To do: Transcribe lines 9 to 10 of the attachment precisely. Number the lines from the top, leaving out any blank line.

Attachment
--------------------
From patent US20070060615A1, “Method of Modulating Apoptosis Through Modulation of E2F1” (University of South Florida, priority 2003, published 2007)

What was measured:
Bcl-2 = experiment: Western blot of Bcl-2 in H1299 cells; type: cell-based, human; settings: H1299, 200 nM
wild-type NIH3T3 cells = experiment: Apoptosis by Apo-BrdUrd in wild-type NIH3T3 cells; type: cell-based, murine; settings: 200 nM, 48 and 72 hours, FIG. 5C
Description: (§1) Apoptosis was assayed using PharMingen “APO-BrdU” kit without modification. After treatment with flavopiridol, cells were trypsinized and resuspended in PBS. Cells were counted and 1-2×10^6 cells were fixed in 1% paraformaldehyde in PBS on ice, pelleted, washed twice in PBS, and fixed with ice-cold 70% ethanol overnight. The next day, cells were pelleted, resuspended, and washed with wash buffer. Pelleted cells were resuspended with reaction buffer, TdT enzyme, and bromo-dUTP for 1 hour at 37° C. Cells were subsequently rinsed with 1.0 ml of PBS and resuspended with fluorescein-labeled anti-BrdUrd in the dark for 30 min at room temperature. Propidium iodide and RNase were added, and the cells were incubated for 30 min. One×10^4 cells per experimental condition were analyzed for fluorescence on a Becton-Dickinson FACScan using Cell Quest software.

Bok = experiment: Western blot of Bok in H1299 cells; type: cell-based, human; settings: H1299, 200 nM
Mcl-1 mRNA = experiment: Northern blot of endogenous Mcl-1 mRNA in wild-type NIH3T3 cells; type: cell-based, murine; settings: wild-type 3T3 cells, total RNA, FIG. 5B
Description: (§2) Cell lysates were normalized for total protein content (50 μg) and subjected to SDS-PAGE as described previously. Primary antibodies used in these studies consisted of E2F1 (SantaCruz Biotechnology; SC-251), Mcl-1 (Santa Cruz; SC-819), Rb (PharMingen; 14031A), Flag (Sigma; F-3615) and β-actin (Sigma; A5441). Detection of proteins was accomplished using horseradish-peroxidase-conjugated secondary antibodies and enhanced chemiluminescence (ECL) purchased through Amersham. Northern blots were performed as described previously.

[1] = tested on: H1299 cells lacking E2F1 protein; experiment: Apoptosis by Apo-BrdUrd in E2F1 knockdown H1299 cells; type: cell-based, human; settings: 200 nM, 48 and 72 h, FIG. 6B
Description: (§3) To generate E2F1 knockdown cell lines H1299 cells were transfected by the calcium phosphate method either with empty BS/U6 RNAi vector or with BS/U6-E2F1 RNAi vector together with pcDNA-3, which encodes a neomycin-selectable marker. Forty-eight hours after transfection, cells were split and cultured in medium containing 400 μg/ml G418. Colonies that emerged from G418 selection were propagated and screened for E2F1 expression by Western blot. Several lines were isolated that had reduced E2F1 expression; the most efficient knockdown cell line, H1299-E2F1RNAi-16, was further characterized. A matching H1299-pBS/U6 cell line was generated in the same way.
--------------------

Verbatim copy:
[1] = tested on: H1299 cells lacking E2F1 protein; experiment: Apoptosis by Apo-BrdUrd in E2F1 knockdown H1299 cells; type: cell-based, human; settings: 200 nM, 48 and 72 h, FIG. 6B
Description: (§3) To generate E2F1 knockdown cell lines H1299 cells were transfected by the calcium phosphate method either with empty BS/U6 RNAi vector or with BS/U6-E2F1 RNAi vector together with pcDNA-3, which encodes a neomycin-selectable marker. Forty-eight hours after transfection, cells were split and cultured in medium containing 400 μg/ml G418. Colonies that emerged from G418 selection were propagated and screened for E2F1 expression by Western blot. Several lines were isolated that had reduced E2F1 expression; the most efficient knockdown cell line, H1299-E2F1RNAi-16, was further characterized. A matching H1299-pBS/U6 cell line was generated in the same way.